The Prisoner: Season 1, Episode 10

It's Your Funeral (17 Dec. 1967)

TV Episode  -   -  Action | Drama | Mystery
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Number Six hears of an assassination plot against Number Two. But Number Two is the one doing all the plotting.



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Title: It's Your Funeral (17 Dec 1967)

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Episode cast overview:
Watchmaker's Daughter
Mark Eden ...
Number One Hundred
Andre Van Gyseghem ...
Retiring Number Two
Martin Miller ...
Watchmaker / Number Fifty Four
Computer Attendant
Angelo Muscat ...
Mark Burns ...
Number Two's Assistant
Peter Swanwick ...
Charles Lloyd Pack ...
Grace Arnold ...
Number Thirty Six
Arthur White ...
Stall Holder
Michael Bilton ...
M.C. Councillor
Gerry Crampton ...
Kosho Game Opponent


Yet another Number two is retiring to make way for a successor,who will receive the hand-over at a ceremony. Number Six hears that a bomb made by the Watch-maker is to be detonated at the ceremony, killing the retiring Number two and, with the Watch-maker's daughter, goes to warn him. However it turns out that the intended victim is somebody else altogether and their death could spell calamity for the whole village. Number Six must stop this plan. Written by don @ minifie-1

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Release Date:

17 December 1967 (UK)  »

Company Credits

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Technical Specs

Sound Mix:


Aspect Ratio:

1.33 : 1
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Did You Know?


This episode contains more No 2s than any other - not only can one see Andre Van Gyseghem's retiring No. 2, and the scheming Derren Nesbitt as his "heir presumptive", but two others - albeit given only a line each. See more »


The computer states #6 takes his daily morning stroll at about 6:30 am, yet when the activities supervisor sees #2 with a activities prognosis report on #6, she states the time as being 10:19 and that #6 should be taking his daily stroll. See more »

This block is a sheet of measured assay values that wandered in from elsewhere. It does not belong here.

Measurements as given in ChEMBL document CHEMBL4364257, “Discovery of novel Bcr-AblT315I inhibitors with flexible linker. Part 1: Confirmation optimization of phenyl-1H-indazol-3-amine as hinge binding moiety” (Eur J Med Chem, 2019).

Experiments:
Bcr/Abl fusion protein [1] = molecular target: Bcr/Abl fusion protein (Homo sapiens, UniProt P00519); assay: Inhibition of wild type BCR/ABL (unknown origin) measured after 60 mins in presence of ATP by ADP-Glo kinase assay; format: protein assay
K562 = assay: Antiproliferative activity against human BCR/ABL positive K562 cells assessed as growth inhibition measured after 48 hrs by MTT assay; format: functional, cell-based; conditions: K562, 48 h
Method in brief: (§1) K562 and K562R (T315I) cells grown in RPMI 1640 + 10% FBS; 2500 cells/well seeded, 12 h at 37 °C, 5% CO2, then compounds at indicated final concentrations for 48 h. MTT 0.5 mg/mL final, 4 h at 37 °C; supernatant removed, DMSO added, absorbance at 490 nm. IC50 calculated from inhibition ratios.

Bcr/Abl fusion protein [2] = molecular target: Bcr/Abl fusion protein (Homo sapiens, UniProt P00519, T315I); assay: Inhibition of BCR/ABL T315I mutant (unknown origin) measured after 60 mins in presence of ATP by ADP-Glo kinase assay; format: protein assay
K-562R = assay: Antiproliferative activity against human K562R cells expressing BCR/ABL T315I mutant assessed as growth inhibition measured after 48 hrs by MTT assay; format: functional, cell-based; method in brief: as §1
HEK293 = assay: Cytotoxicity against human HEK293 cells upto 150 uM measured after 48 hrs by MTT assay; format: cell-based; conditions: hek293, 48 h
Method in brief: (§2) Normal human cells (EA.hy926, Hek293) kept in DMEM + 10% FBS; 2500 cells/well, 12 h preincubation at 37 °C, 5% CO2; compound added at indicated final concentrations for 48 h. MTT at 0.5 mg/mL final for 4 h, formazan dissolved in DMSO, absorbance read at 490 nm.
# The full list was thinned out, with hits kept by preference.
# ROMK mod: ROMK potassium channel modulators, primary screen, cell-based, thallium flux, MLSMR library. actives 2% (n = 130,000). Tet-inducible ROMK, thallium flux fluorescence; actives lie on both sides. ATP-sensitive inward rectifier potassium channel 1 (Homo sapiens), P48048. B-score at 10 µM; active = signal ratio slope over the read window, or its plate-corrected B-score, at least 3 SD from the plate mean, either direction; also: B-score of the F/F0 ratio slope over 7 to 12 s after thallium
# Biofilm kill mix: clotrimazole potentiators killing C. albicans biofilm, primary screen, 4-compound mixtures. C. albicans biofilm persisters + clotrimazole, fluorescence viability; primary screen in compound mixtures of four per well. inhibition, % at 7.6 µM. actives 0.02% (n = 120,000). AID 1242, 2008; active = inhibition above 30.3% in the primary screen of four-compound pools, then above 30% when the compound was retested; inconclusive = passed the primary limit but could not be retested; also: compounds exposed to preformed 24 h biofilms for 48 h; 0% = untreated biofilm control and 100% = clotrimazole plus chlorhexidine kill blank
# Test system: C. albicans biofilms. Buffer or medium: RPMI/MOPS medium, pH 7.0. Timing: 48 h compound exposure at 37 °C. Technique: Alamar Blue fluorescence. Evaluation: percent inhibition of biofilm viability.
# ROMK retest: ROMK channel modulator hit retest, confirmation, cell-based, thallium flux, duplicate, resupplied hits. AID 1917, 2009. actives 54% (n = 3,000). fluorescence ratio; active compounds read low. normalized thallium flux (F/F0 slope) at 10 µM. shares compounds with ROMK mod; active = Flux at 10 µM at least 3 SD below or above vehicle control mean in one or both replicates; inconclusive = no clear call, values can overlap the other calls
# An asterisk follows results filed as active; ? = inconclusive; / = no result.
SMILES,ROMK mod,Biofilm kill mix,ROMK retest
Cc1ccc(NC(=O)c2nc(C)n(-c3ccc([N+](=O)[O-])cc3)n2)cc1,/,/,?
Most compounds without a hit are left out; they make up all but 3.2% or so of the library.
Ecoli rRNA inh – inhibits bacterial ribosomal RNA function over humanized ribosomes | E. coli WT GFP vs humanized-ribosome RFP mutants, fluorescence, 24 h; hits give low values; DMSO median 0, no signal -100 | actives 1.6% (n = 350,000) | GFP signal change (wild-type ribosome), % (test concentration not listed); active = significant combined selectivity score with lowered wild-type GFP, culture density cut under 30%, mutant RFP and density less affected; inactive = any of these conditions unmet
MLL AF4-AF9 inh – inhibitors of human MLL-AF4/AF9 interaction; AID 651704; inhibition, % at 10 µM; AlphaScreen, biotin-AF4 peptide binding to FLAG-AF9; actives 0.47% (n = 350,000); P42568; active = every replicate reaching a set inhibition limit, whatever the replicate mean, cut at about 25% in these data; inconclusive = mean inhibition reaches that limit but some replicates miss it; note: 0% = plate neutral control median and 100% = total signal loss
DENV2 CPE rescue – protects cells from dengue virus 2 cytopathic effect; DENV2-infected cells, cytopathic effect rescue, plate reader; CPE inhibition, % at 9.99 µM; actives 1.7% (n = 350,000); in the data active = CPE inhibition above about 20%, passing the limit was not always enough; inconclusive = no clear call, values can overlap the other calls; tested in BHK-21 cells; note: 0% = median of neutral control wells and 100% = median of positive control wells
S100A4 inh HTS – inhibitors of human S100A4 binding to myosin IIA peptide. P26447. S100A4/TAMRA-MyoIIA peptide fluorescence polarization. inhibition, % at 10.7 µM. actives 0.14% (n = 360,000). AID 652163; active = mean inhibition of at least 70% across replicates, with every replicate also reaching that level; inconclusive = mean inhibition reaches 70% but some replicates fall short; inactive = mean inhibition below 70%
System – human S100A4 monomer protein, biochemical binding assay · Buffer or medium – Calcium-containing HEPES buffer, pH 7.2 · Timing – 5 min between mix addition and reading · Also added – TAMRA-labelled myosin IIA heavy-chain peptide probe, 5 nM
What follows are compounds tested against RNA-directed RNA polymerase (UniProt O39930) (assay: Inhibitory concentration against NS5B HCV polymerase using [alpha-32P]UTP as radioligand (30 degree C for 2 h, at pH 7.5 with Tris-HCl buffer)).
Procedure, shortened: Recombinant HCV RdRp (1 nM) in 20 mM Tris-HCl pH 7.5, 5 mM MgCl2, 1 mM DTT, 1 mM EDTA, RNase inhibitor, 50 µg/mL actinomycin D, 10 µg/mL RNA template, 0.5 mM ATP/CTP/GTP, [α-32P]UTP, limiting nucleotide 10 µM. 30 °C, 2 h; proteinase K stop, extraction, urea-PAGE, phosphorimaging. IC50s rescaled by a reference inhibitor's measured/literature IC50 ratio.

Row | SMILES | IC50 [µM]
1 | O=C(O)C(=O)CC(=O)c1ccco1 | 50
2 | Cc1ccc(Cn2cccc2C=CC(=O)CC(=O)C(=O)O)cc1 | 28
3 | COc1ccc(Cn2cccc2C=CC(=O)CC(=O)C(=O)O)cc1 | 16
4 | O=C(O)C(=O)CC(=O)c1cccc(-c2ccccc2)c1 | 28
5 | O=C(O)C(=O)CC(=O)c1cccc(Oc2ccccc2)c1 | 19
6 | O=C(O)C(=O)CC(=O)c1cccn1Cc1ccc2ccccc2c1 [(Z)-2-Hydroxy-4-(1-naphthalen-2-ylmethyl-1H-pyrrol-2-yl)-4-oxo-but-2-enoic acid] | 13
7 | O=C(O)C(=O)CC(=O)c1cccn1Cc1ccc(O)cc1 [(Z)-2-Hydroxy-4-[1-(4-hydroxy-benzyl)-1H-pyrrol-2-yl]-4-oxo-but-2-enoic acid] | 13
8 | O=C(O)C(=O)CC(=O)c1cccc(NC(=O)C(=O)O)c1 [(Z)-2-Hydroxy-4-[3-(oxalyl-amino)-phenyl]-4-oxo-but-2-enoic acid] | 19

[first lines]
Supervisor: At last.
See more »

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User Reviews

Lots of Fun When You Get It
12 December 2014 | by (United States) – See all my reviews

"It's Your Funeral" is my favorite episode of "The Prisoner."

In the first place, while the Village is populated by an endless supply of beautiful women (including Jane Merrow in "Schizoid Man" and Angela Browne in "A Change of Mind") the loveliest has to be Annette Andre ("A Funny Thing Happened on the Way to the Forum"). She is always worth watching.

Then there are two excellent supporting roles from "Danger Man" alumni. Andre van Gysengham is a world-weary Two on his way out. On his way up is Derren Nesbitt. Having played serious hit men in "Danger Man" Nesbitt ("Where Eagles Dare") plays it for laughs here, especially flashing silly faces and doing a lot of business with heavy glasses.

The Trick in this episode is to pay attention to the envelope for "Acting Number Two" -- if you miss that, you're hopelessly lost.

van Gysengham is the real Number Two. It's clear he has been Number Two some time, but it's left ambiguous whether he has been Number Two all along and even great Number Twos like Guy Doleman and Leo McKern are, like Nesbitt's character, merely "acting" Number Twos. Number Six has certainly never seen him before, but Gysengham's Number Two acts as if he's been in the spherical chair a long, long time.

Because of this ambiguity, this episode provides a new and strange level of understanding (or confusion) to the Village's hierarchy.

The Village is never quite comprehensible. In "Schizoid Man" Merrow's character is called Alison, not referred to by a number. In "The Girl Who Was Death" children appear. So is there mating and/or marriage in the Village.? Here, we learn there is an underground movement of people who have maintained their personality and integrity, who have avoided being lobotomized, terrorized or killed, who are acting against their keepers (though their keepers know all about them and don't take them seriously). SPIOLER: As in "Checkmate" we see the masters keep the Villagers in such a state of paranoia no one is willing to trust anyone else enough to work together for escape or for a mass uprising.

The solid bottom of "It's Your Funeral" is nonviolent resistance, as Number Two and Annette Andre work together to thwart an assassination attempt, which will only lead to mass reprisals against the Villagers. This is a lesson that needs to be learned in the second decade of the twenty-first century, when violence is often a first resort to dissatisfaction.

For those who don't quite get "It's Your Funeral" -- I enjoyed the performances and the pulchritude of Annette Andre so much I watched this episode repeatedly before I comprehended it. When I finally pieced it altogether it quickly rose up from the pack as my most cherished episode, even head and shoulders over "Hammer into Anvil." It's one of the few episodes that's sheer fun from start to finish.

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